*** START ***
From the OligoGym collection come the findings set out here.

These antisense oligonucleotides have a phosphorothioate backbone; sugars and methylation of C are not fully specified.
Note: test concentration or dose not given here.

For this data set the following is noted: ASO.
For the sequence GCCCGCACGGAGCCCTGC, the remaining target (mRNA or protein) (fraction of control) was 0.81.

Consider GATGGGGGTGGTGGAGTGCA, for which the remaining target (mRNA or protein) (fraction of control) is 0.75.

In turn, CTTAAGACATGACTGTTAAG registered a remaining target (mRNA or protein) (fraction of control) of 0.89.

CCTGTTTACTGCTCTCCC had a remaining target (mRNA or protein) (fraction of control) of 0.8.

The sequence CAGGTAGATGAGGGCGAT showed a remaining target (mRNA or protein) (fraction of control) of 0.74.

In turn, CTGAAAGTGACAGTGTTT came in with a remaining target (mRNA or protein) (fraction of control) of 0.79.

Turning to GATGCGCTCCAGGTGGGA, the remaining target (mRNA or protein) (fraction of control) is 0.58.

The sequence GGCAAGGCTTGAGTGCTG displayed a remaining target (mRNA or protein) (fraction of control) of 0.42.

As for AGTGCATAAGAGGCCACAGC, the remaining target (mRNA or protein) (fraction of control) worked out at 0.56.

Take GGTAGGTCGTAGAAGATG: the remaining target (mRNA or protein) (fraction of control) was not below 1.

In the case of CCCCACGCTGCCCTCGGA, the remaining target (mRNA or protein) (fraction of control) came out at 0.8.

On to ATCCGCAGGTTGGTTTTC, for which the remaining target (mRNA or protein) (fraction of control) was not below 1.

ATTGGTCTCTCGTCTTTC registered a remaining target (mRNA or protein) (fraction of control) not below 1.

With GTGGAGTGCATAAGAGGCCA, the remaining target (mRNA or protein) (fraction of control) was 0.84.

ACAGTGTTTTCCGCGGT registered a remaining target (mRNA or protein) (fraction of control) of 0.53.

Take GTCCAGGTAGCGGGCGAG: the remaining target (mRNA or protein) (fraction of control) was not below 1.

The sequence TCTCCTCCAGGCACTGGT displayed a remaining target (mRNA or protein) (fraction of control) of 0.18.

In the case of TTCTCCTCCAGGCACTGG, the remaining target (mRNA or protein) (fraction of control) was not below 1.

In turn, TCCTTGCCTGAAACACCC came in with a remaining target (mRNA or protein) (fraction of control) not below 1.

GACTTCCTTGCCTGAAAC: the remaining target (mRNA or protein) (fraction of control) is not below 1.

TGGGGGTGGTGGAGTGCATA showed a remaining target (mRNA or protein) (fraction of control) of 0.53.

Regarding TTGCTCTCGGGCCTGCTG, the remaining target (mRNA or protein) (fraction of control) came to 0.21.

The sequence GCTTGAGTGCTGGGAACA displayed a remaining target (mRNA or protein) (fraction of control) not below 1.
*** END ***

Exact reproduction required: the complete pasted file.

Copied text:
From the OligoGym collection come the findings set out here.

These antisense oligonucleotides have a phosphorothioate backbone; sugars and methylation of C are not fully specified.
Note: test concentration or dose not given here.

For this data set the following is noted: ASO.
For the sequence GCCCGCACGGAGCCCTGC, the remaining target (mRNA or protein) (fraction of control) was 0.81.

Consider GATGGGGGTGGTGGAGTGCA, for which the remaining target (mRNA or protein) (fraction of control) is 0.75.

In turn, CTTAAGACATGACTGTTAAG registered a remaining target (mRNA or protein) (fraction of control) of 0.89.

CCTGTTTACTGCTCTCCC had a remaining target (mRNA or protein) (fraction of control) of 0.8.

The sequence CAGGTAGATGAGGGCGAT showed a remaining target (mRNA or protein) (fraction of control) of 0.74.

In turn, CTGAAAGTGACAGTGTTT came in with a remaining target (mRNA or protein) (fraction of control) of 0.79.

Turning to GATGCGCTCCAGGTGGGA, the remaining target (mRNA or protein) (fraction of control) is 0.58.

The sequence GGCAAGGCTTGAGTGCTG displayed a remaining target (mRNA or protein) (fraction of control) of 0.42.

As for AGTGCATAAGAGGCCACAGC, the remaining target (mRNA or protein) (fraction of control) worked out at 0.56.

Take GGTAGGTCGTAGAAGATG: the remaining target (mRNA or protein) (fraction of control) was not below 1.

In the case of CCCCACGCTGCCCTCGGA, the remaining target (mRNA or protein) (fraction of control) came out at 0.8.

On to ATCCGCAGGTTGGTTTTC, for which the remaining target (mRNA or protein) (fraction of control) was not below 1.

ATTGGTCTCTCGTCTTTC registered a remaining target (mRNA or protein) (fraction of control) not below 1.

With GTGGAGTGCATAAGAGGCCA, the remaining target (mRNA or protein) (fraction of control) was 0.84.

ACAGTGTTTTCCGCGGT registered a remaining target (mRNA or protein) (fraction of control) of 0.53.

Take GTCCAGGTAGCGGGCGAG: the remaining target (mRNA or protein) (fraction of control) was not below 1.

The sequence TCTCCTCCAGGCACTGGT displayed a remaining target (mRNA or protein) (fraction of control) of 0.18.

In the case of TTCTCCTCCAGGCACTGG, the remaining target (mRNA or protein) (fraction of control) was not below 1.

In turn, TCCTTGCCTGAAACACCC came in with a remaining target (mRNA or protein) (fraction of control) not below 1.

GACTTCCTTGCCTGAAAC: the remaining target (mRNA or protein) (fraction of control) is not below 1.

TGGGGGTGGTGGAGTGCATA showed a remaining target (mRNA or protein) (fraction of control) of 0.53.

Regarding TTGCTCTCGGGCCTGCTG, the remaining target (mRNA or protein) (fraction of control) came to 0.21.

The sequence GCTTGAGTGCTGGGAACA displayed a remaining target (mRNA or protein) (fraction of control) not below 1.